For Tom Bower, who played Curt, Mary Ellen’s (Judy Norton) husband, on The Waltons, it wasn’t easy joining the sprawling television clan. Not to get into the cast and not to fit in once he got there. But he persevered, and he’s grateful he did.
In a new episode of “Behind the Scenes of The Waltons,” Norton’s YouTube show, Bower opened up about what it was like to join the cast of The Waltons midway through. And he explained a principle that will be familiar to fans of the CBS drama Blue Bloods, with its epic family dinner scenes. The actors have to film multiple takes. So whatever the camera catches them eating on the first take, they may get stuck eating over and over again for several hours.
“I did have quite an extensive audition period,” Bower recalled. “I probably had to come back three or four times. But yeah, they put me through the hurdles to get that job, and I felt so very lucky to have gotten it. It was a perfect time for me to be a part of the show.”
“It was a little intimidating” to meet the family, Bower said. “Because all of you had been together for a while. And you really had your drills down. I think one of the hardest things to learn was what to do and what not to do when you had a big family dinner. [Ideally I] would not get caught eating a lot of mashed potatoes. I’d be eating a bushel of potatoes before the episode was through.”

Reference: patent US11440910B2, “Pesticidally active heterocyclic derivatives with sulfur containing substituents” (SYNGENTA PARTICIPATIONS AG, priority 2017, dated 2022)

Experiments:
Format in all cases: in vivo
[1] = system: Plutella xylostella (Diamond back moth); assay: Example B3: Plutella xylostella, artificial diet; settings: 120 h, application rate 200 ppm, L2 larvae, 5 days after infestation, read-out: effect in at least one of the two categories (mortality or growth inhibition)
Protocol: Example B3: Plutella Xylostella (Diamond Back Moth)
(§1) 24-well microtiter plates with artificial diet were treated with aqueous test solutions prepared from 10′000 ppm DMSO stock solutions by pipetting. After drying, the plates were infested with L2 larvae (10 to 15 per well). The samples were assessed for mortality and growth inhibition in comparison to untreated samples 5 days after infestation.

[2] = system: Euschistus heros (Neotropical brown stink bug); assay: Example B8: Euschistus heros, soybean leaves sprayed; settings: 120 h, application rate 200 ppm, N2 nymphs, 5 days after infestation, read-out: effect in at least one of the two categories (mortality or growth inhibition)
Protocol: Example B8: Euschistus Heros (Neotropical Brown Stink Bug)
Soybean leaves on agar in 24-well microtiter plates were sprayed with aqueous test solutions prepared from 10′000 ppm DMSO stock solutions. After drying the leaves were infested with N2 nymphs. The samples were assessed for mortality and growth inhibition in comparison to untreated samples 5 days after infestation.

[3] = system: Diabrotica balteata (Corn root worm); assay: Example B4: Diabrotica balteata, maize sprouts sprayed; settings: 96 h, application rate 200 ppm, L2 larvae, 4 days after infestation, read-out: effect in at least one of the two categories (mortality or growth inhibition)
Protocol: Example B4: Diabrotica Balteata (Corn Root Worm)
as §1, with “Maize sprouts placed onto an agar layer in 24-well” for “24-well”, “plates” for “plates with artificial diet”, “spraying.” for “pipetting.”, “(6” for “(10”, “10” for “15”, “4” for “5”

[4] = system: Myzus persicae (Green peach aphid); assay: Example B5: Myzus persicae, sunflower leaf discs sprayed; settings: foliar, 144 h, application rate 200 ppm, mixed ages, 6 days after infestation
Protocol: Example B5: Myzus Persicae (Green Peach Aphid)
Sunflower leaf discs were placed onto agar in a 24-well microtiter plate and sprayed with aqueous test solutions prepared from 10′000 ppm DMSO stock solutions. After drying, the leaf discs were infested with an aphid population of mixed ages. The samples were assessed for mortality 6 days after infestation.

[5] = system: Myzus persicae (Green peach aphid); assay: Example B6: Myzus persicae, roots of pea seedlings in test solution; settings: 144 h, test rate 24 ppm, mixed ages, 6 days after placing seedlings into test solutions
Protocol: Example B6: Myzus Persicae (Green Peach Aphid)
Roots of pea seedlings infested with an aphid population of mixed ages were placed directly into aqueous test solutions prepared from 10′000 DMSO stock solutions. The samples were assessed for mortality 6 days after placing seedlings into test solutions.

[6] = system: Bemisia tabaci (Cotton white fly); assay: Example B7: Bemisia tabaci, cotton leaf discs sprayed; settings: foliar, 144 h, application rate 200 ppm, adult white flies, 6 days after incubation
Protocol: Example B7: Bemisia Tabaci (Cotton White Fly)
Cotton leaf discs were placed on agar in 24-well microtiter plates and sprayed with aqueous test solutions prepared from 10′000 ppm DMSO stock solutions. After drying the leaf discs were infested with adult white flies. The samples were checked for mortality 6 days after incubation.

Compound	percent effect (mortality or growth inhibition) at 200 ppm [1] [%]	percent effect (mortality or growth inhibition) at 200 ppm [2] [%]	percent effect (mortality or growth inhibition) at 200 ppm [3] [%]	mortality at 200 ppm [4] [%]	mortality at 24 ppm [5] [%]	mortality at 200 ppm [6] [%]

Watch the full interview here:
The Waltons Cast Say Fans Should Give Reboot a Shot
Late last year, the CW celebrated the 50th anniversary of the TV movie that launched The Waltons by airing The Waltons’ Homecoming. The latter is a new TV movie about the importance of family and kindness.
In the lead-up to its release, some members of the old cast were urging audiences to give the new TV movie a chance, Fox News reported. Among them was Richard Thomas, 70, who narrated the new TV movie and starred in The Waltons as John Boy.
“My opinion is that The Waltons is a 50-year-old classic,” said Thomas. “Classics are eventually adapted, updated, remade and reexamined. I’m just happy that our show is in that category. And I hope the new version finds its audience as ours did in 1971. Good luck to them.”
Norton, for her part, cautioned fans not to expect a revival of the original show so much as a new take that respects The Waltons’ legacy.
“Think of it like getting a new step-parent,” Norton said. “They are not meant to replace your parent, but to be another part of your life. Although we appreciate all the love and support our viewers have given to The Waltons these past 50 years and hopefully many more years to come, you are welcome to embrace this new rendition, not as a copy, but as something new.”
As for the original show, it continues to air on MeTV weekdays at noon ET.